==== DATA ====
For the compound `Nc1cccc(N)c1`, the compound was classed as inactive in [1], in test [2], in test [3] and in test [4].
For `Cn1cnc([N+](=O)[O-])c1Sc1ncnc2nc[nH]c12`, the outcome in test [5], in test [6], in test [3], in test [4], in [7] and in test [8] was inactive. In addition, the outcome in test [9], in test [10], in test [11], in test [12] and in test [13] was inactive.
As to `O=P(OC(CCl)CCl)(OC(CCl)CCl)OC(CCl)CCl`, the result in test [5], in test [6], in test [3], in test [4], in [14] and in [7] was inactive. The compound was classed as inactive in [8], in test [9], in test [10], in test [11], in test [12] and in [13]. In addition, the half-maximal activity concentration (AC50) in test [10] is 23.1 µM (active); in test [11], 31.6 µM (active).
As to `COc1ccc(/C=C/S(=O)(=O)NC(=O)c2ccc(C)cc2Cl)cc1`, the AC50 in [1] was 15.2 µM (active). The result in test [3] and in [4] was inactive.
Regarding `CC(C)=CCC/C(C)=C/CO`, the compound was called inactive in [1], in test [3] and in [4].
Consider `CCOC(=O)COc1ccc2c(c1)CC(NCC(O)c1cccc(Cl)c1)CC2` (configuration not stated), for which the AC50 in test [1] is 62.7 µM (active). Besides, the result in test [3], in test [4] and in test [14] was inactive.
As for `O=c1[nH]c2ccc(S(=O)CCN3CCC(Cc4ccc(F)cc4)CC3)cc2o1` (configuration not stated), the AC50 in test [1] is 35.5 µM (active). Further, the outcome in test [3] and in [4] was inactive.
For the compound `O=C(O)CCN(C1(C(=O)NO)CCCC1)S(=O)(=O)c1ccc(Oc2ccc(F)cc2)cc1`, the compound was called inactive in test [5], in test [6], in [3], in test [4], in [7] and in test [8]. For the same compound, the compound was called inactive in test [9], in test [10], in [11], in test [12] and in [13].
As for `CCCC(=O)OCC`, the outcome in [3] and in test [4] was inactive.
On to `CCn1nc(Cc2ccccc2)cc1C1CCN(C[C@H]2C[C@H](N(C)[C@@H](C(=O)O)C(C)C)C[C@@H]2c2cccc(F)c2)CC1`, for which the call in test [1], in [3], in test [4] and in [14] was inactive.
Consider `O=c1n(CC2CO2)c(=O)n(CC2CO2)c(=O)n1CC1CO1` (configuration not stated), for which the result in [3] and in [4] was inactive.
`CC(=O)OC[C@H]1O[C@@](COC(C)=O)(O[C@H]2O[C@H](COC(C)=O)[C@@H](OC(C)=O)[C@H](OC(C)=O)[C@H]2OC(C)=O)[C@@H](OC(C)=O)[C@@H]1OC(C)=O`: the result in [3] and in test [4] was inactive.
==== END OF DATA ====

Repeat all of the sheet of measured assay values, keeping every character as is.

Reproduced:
For the compound `Nc1cccc(N)c1`, the compound was classed as inactive in [1], in test [2], in test [3] and in test [4].
For `Cn1cnc([N+](=O)[O-])c1Sc1ncnc2nc[nH]c12`, the outcome in test [5], in test [6], in test [3], in test [4], in [7] and in test [8] was inactive. In addition, the outcome in test [9], in test [10], in test [11], in test [12] and in test [13] was inactive.
As to `O=P(OC(CCl)CCl)(OC(CCl)CCl)OC(CCl)CCl`, the result in test [5], in test [6], in test [3], in test [4], in [14] and in [7] was inactive. The compound was classed as inactive in [8], in test [9], in test [10], in test [11], in test [12] and in [13]. In addition, the half-maximal activity concentration (AC50) in test [10] is 23.1 µM (active); in test [11], 31.6 µM (active).
As to `COc1ccc(/C=C/S(=O)(=O)NC(=O)c2ccc(C)cc2Cl)cc1`, the AC50 in [1] was 15.2 µM (active). The result in test [3] and in [4] was inactive.
Regarding `CC(C)=CCC/C(C)=C/CO`, the compound was called inactive in [1], in test [3] and in [4].
Consider `CCOC(=O)COc1ccc2c(c1)CC(NCC(O)c1cccc(Cl)c1)CC2` (configuration not stated), for which the AC50 in test [1] is 62.7 µM (active). Besides, the result in test [3], in test [4] and in test [14] was inactive.
As for `O=c1[nH]c2ccc(S(=O)CCN3CCC(Cc4ccc(F)cc4)CC3)cc2o1` (configuration not stated), the AC50 in test [1] is 35.5 µM (active). Further, the outcome in test [3] and in [4] was inactive.
For the compound `O=C(O)CCN(C1(C(=O)NO)CCCC1)S(=O)(=O)c1ccc(Oc2ccc(F)cc2)cc1`, the compound was called inactive in test [5], in test [6], in [3], in test [4], in [7] and in test [8]. For the same compound, the compound was called inactive in test [9], in test [10], in [11], in test [12] and in [13].
As for `CCCC(=O)OCC`, the outcome in [3] and in test [4] was inactive.
On to `CCn1nc(Cc2ccccc2)cc1C1CCN(C[C@H]2C[C@H](N(C)[C@@H](C(=O)O)C(C)C)C[C@@H]2c2cccc(F)c2)CC1`, for which the call in test [1], in [3], in test [4] and in [14] was inactive.
Consider `O=c1n(CC2CO2)c(=O)n(CC2CO2)c(=O)n1CC1CO1` (configuration not stated), for which the result in [3] and in [4] was inactive.
`CC(=O)OC[C@H]1O[C@@](COC(C)=O)(O[C@H]2O[C@H](COC(C)=O)[C@@H](OC(C)=O)[C@H](OC(C)=O)[C@H]2OC(C)=O)[C@@H](OC(C)=O)[C@@H]1OC(C)=O`: the result in [3] and in test [4] was inactive.